according to SCAF press release number 68, military trials are limited to crimes of rape, thuggery and assaulting security personnel.
On Monday, September 19, Michael's supporters held a march from Tahrir Square to the Council of Ministers calling for his freedom and demanding an end to military trials of civilians.
Mark Sanad said that Michael is refusing to go into the prison infirmary because prison authorities refuse to state the reason for his hunger, thirst and medications strike in their reports. Mark also said the authorities are pressuring Michael to
call off his strike as this is damaging the image of a respected Egyptian symbol (SCAF).
According to the letter sent by Michael and published on his official campaign page on facebook Free Michael Nabil which has 23,000 members, he exposed the prison authorities of lying to his visitors including his family that he does not
wish to see them while I would have loved to see them and needed their visits, he wrote.
Mark Sanad said that his brother's appeal is scheduled for October 4, this would be the 42nd day in Michael's hunger strike. But Michael will not live until then.
Nabil Sanad, Michael's father, who has sent seven appeals to SCAF to pardon his son, without a single reply, said should his son die, it would be a crime against humanity. I will hold the prison authorities, the interior minister and SCAF
responsible for his death. I will file a case in the Egyptian Courts and if I get no justice, I will take them to the International Court of Justice.
Reporters Without Borders welcomes blogger Maikel Nabil Sanad's release late yesterday under an amnesty announced on 21 January for around 2,000 civilians who had been convicted by military courts during the past year. Sanad, who had been detained
for 10 months on a charge of insulting the armed forces, was freed from Cairo's Tora prison.
The release of Sanad, the post-Mubarak era's first prisoner of conscience, is wonderful news for both his family and for all those who campaigned on his behalf, Reporters Without Borders said: His release is timely, coming on the eve of
the Egyptian revolution's first anniversary. His only crime was to exercise the fundamental right to free expression, a right often flouted by the Supreme Council of the Armed Forces since the revolution.
The justice system must now overturn his conviction and declare him innocent. The relevant authorities must also be held accountable for his mistreatment and the harassment of his relatives. We will continue to monitor the situation in Egypt
closely. On this very symbolic date, 25 January, we urge the authorities to stop using violence and judicial abuse to suppress all forms of criticism and to end the repeated arrests, interrogations and harassment of bloggers, netizens and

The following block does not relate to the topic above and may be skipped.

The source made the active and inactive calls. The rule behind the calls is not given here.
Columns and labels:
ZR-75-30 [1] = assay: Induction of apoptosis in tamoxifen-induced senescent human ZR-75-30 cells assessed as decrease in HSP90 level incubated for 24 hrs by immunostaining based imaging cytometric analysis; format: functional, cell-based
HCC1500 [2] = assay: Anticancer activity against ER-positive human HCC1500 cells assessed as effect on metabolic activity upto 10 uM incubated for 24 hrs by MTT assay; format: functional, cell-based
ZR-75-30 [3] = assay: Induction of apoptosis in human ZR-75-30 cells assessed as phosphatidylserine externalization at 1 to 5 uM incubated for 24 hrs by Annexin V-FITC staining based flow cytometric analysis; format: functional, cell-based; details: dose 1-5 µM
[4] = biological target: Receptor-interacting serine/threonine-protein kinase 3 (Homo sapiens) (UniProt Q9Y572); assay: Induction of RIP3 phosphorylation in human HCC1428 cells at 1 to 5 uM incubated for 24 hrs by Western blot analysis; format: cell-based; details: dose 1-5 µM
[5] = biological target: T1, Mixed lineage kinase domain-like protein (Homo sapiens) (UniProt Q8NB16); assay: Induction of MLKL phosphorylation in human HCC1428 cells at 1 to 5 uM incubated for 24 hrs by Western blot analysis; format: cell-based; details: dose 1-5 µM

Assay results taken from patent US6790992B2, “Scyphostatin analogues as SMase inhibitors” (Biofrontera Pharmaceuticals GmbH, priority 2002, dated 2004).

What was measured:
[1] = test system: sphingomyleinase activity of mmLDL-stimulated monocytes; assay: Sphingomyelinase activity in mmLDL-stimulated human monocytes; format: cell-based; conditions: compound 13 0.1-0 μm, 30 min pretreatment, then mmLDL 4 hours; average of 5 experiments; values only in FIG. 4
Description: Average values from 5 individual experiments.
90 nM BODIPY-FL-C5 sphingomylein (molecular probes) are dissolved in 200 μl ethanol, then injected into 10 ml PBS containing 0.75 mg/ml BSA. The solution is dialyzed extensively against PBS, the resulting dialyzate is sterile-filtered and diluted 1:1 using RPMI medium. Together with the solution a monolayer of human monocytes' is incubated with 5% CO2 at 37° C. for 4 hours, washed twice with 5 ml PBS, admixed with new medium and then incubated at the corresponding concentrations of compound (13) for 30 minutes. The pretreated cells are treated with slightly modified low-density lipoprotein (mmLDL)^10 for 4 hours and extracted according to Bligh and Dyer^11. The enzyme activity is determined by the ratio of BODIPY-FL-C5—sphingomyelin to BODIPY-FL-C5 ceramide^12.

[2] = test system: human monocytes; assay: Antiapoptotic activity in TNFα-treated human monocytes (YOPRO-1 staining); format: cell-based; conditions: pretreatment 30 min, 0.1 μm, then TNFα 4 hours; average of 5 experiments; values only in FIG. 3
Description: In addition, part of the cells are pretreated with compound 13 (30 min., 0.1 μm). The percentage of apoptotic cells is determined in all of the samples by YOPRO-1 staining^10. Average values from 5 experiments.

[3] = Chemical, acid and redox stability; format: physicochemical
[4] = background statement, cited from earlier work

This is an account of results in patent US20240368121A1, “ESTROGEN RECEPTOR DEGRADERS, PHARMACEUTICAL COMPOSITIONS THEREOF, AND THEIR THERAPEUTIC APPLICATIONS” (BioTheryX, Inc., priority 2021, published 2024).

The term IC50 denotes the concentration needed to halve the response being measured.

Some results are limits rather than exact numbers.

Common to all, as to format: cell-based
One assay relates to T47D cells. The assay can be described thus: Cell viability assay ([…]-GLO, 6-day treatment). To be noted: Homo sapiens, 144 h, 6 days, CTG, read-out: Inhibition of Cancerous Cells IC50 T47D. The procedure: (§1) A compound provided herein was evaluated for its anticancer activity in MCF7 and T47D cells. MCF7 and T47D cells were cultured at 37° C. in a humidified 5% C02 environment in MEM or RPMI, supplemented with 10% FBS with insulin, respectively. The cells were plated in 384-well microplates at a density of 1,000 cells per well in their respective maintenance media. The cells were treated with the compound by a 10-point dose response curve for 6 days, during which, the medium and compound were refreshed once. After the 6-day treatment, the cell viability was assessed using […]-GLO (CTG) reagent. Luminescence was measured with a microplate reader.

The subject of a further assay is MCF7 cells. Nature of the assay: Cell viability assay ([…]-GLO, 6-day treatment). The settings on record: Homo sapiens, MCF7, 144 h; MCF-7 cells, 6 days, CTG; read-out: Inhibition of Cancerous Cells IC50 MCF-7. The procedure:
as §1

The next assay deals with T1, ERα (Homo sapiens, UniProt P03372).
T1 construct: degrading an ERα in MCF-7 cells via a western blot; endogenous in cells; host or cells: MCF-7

journalists who criticize the Supreme Council's record.
French satellite operator Eutelsat has said it had no right to turn off a Syrian television station that is broadcasting audio
messages by ousted Libyan leader Muammar Gaddafi.
Gaddafi, whose whereabouts are unknown, has defiantly spoken several times on Syria-based Arrai TV since losing control of Tripoli on Aug. 23, calling on his supporters to continue their resistance to the new authorities.
Eutel, the world's third-largest satellite operator, said earlier it was in contact with local distributor Noorsat to see whether Noorsat could stop transmitting Arrai and sister channel al-Oruba, which has also give Gaddafi a platform to speak.
We talked to Noorsat and Noorsat removed al-Oruba, Eutelsat spokeswoman Vanessa O'Connor said. That was their decision and their action. Arrai is still broadcasting and as things stand at the moment we have taken it as far as we can.
O'Connor added that Eutelsat did not judge or censor content and it was not up to it to make the decision to stop transmissions.
Egypt's Information Ministry has launched a campaign with the Interior Ministry's censorship
department to reconsider the permits of 16 satellite channels broadcasting from Egypt.
Informed sources told Al-Masry Al-Youm that the office of Al Jazeera Mubasher Misr, which began transmission following the ousting of former President Hosni Mubarak in February, was raided by Egyptian authorities.
Information Minister Osama Heikal announced that the Supreme Council of the Armed Forces and the cabinet decided after a joint meeting that day to temporarily suspend granting new permits to satellite channels. They also decided to prosecute
satellite channels deemed threatening to the stability of the country.
Egyptian rights organizations meanwhile condemned the decision, saying it is a regression to the oppressive policies of Mubarak's regime.
The Iranian newspaper Shahrvand-e-Emrooz has been shut down after mocking President Mahmoud Ahmadinejad's
relationship with wise man Esfandiar Rahim Mashaei